Buying a used car is not like purchasing, say, a new iPhone, a laptop, or a vacuum cleaner. The price that’s printed on the sticker is not necessarily set in stone. Though it is not true of all used car dealerships, most will allow a little room for maneuvering—a chance for you to negotiate with the dealer and hopefully to knock a few bucks off the sticker price.
Negotiating in this way may not be something that comes naturally to you, though. In fact, negotiation is an entire skillset that will require some thought, and perhaps some practice. In this post, we’ll offer a few basic pointers about the negotiation process; for further questions, we invite you to connect with us at Get My Auto.
How Much Can I Negotiate Off a Used Car?
Before we get into the specific tips, it’s important to set the right expectations. How much can you actually expect to negotiate off the sticker price at your local used car dealership? There’s not necessarily a hard-and-fast rule here. Remember that, ultimately, the dealership is a business that needs to make money, and while the sticker price may leave room for a few hundred dollars worth of negotiation, you’re not going to be able to cut the asking price in half, nor anything even close to that. It’s smart to know the Kelly Blue Book value of the vehicle before you enter into a negotiation, so that you know about what its fair value really is.
What is the Best Way to Negotiate Used Car Price?
Some additional tips for negotiating the used car price include:
If possible, look for cars that are about two years old. That’s the point at which the vehicle still looks and drives like it’s “new,” but the total value may be as much as 45 percent less than the original manufacturer’s price!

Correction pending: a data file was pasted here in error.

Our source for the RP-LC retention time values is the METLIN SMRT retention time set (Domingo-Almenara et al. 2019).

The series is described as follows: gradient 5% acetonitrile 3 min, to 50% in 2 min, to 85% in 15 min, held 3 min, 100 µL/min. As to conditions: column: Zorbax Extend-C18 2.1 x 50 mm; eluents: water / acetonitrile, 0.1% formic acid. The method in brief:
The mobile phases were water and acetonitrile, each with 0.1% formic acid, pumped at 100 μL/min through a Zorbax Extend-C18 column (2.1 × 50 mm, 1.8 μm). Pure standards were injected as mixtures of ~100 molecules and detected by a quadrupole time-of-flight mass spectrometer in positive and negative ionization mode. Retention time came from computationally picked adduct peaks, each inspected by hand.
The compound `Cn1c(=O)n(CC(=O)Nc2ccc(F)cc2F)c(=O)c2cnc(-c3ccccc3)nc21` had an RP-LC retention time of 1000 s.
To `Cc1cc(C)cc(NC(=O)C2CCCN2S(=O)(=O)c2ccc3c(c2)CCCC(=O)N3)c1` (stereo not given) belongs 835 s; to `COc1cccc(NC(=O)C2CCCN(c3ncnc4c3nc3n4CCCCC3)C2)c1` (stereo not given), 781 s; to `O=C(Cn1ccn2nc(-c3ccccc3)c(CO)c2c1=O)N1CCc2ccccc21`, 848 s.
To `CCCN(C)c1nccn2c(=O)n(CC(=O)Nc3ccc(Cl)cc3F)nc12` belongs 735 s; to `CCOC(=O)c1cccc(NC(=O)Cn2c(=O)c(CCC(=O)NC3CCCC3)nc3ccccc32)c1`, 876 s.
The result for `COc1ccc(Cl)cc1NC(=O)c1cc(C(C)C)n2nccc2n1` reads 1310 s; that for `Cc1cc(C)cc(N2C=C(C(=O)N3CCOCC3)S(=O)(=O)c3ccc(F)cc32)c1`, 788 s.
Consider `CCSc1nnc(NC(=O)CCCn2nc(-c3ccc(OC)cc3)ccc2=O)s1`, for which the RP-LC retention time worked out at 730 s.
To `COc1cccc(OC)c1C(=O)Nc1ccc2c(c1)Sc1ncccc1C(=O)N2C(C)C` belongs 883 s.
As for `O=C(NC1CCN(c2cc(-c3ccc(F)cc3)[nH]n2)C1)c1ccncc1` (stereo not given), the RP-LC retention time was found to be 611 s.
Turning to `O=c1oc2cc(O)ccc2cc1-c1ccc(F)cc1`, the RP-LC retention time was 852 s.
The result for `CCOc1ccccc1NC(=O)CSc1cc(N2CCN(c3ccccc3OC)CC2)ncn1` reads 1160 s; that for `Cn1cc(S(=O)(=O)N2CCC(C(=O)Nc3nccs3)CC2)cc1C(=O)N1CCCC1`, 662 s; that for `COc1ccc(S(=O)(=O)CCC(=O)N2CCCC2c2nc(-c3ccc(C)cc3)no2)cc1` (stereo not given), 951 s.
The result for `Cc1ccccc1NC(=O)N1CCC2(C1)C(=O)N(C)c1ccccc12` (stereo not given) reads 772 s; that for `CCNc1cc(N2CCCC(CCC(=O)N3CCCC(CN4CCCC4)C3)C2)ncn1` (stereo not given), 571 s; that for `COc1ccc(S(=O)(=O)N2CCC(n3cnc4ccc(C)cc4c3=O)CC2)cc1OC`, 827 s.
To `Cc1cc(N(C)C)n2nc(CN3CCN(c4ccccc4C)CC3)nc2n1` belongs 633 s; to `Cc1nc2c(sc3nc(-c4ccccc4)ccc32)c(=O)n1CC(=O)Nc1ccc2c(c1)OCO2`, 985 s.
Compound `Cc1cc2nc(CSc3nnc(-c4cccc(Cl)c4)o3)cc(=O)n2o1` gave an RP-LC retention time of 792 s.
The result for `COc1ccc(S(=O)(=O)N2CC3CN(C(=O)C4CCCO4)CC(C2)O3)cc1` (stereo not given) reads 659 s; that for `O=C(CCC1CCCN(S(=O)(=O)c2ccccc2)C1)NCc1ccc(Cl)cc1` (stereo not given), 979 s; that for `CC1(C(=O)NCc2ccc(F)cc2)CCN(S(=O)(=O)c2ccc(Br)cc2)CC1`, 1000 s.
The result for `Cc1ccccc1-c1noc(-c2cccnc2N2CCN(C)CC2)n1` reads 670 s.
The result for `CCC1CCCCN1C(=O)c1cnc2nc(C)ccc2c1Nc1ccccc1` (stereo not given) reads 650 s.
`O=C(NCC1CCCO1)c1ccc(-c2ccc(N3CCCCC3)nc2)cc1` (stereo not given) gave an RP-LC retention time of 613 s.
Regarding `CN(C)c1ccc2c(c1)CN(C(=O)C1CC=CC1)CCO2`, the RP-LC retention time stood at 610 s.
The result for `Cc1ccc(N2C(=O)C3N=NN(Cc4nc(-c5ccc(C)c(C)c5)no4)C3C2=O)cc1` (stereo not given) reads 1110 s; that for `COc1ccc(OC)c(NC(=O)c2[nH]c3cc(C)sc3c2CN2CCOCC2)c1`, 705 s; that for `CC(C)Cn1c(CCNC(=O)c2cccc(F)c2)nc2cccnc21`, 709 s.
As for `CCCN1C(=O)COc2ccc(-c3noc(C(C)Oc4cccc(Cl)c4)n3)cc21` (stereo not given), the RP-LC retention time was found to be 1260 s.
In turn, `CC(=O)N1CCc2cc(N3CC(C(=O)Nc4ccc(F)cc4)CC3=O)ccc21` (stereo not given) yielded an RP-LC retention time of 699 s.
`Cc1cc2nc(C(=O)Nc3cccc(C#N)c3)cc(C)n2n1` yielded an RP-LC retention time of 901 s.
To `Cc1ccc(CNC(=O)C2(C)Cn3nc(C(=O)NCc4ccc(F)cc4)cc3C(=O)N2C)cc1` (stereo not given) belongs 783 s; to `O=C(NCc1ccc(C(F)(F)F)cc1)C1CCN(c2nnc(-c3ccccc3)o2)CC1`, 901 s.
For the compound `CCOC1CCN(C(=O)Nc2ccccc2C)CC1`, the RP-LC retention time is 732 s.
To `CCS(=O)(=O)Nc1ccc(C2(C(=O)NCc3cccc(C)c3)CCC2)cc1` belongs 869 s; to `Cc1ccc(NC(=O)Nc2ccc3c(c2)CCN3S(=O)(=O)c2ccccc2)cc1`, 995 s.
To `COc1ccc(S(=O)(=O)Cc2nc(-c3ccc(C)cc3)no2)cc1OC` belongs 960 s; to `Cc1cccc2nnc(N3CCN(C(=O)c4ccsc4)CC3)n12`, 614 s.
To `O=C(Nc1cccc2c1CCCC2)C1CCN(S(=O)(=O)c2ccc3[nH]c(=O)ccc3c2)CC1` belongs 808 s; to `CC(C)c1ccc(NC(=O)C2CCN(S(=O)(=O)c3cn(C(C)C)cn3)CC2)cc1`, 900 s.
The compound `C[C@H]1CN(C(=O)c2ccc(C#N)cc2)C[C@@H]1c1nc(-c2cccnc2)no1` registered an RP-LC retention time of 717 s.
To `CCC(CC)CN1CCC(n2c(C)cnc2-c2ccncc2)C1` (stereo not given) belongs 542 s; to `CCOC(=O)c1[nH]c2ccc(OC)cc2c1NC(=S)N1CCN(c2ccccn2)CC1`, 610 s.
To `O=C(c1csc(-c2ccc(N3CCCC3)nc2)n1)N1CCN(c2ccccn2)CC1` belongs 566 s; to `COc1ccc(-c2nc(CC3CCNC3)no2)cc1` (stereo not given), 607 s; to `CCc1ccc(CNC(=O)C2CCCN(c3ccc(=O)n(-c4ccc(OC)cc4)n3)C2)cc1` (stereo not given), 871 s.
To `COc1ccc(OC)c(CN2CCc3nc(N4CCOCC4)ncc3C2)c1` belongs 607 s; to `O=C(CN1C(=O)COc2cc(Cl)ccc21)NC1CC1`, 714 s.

Again, use online research, as well as KBB and NADA, to get a good sense of the basic, big-picture value of the vehicle you’re looking at.
Get a Carfax report, which will tell you the entire vehicle history and provide you with a better sense of its value—and, perhaps, some key points you can use to negotiate.
Don’t forget to do your research on your trade-in, if applicable, and make sure you factor that into your overall budget.
When you make an offer, propose about 15 percent lower than the asking price. You’re never going to get more than 20 percent, and 15 percent is a good, reasonable starting point.
Be ready to walk away if you can’t reach an agreeable compromise. Your willingness to walk away is one of the most powerful negotiation weapons you have.
Best Way to Negotiate Used Car Price with a Dealer?
Ultimately, negotiation is something you’ve got to approach with confidence—even if you’re sort of faking it! You can build confidence through information. Take some time to learn more about used cars by visiting Get My Auto today.